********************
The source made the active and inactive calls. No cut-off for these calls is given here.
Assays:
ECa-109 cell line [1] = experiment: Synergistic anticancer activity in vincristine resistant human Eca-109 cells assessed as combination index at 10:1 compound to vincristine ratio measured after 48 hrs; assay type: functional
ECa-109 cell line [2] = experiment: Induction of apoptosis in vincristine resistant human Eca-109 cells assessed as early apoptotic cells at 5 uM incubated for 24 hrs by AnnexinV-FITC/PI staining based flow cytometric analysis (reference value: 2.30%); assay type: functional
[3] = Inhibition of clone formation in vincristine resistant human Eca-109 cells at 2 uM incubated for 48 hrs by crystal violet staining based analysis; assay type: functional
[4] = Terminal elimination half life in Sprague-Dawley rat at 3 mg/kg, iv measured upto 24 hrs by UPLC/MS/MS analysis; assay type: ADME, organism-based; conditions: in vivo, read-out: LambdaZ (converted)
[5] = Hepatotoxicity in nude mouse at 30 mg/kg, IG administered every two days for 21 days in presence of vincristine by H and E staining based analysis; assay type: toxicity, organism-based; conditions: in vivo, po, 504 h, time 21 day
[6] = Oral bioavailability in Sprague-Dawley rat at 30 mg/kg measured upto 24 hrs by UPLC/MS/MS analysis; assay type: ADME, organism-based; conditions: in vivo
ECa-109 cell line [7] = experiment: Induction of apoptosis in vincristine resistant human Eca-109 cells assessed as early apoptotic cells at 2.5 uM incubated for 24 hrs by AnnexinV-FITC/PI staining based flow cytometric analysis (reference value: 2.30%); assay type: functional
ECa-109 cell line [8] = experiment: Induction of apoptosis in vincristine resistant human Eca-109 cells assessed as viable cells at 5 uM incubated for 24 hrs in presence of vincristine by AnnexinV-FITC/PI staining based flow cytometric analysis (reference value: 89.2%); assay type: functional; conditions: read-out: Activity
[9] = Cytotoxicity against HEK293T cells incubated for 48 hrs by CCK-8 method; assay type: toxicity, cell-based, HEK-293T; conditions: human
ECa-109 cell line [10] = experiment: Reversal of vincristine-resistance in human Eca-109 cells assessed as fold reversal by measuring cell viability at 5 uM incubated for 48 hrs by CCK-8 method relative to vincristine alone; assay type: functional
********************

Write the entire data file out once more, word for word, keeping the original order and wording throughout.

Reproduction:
The source made the active and inactive calls. No cut-off for these calls is given here.
Assays:
ECa-109 cell line [1] = experiment: Synergistic anticancer activity in vincristine resistant human Eca-109 cells assessed as combination index at 10:1 compound to vincristine ratio measured after 48 hrs; assay type: functional
ECa-109 cell line [2] = experiment: Induction of apoptosis in vincristine resistant human Eca-109 cells assessed as early apoptotic cells at 5 uM incubated for 24 hrs by AnnexinV-FITC/PI staining based flow cytometric analysis (reference value: 2.30%); assay type: functional
[3] = Inhibition of clone formation in vincristine resistant human Eca-109 cells at 2 uM incubated for 48 hrs by crystal violet staining based analysis; assay type: functional
[4] = Terminal elimination half life in Sprague-Dawley rat at 3 mg/kg, iv measured upto 24 hrs by UPLC/MS/MS analysis; assay type: ADME, organism-based; conditions: in vivo, read-out: LambdaZ (converted)
[5] = Hepatotoxicity in nude mouse at 30 mg/kg, IG administered every two days for 21 days in presence of vincristine by H and E staining based analysis; assay type: toxicity, organism-based; conditions: in vivo, po, 504 h, time 21 day
[6] = Oral bioavailability in Sprague-Dawley rat at 30 mg/kg measured upto 24 hrs by UPLC/MS/MS analysis; assay type: ADME, organism-based; conditions: in vivo
ECa-109 cell line [7] = experiment: Induction of apoptosis in vincristine resistant human Eca-109 cells assessed as early apoptotic cells at 2.5 uM incubated for 24 hrs by AnnexinV-FITC/PI staining based flow cytometric analysis (reference value: 2.30%); assay type: functional
ECa-109 cell line [8] = experiment: Induction of apoptosis in vincristine resistant human Eca-109 cells assessed as viable cells at 5 uM incubated for 24 hrs in presence of vincristine by AnnexinV-FITC/PI staining based flow cytometric analysis (reference value: 89.2%); assay type: functional; conditions: read-out: Activity
[9] = Cytotoxicity against HEK293T cells incubated for 48 hrs by CCK-8 method; assay type: toxicity, cell-based, HEK-293T; conditions: human
ECa-109 cell line [10] = experiment: Reversal of vincristine-resistance in human Eca-109 cells assessed as fold reversal by measuring cell viability at 5 uM incubated for 48 hrs by CCK-8 method relative to vincristine alone; assay type: functional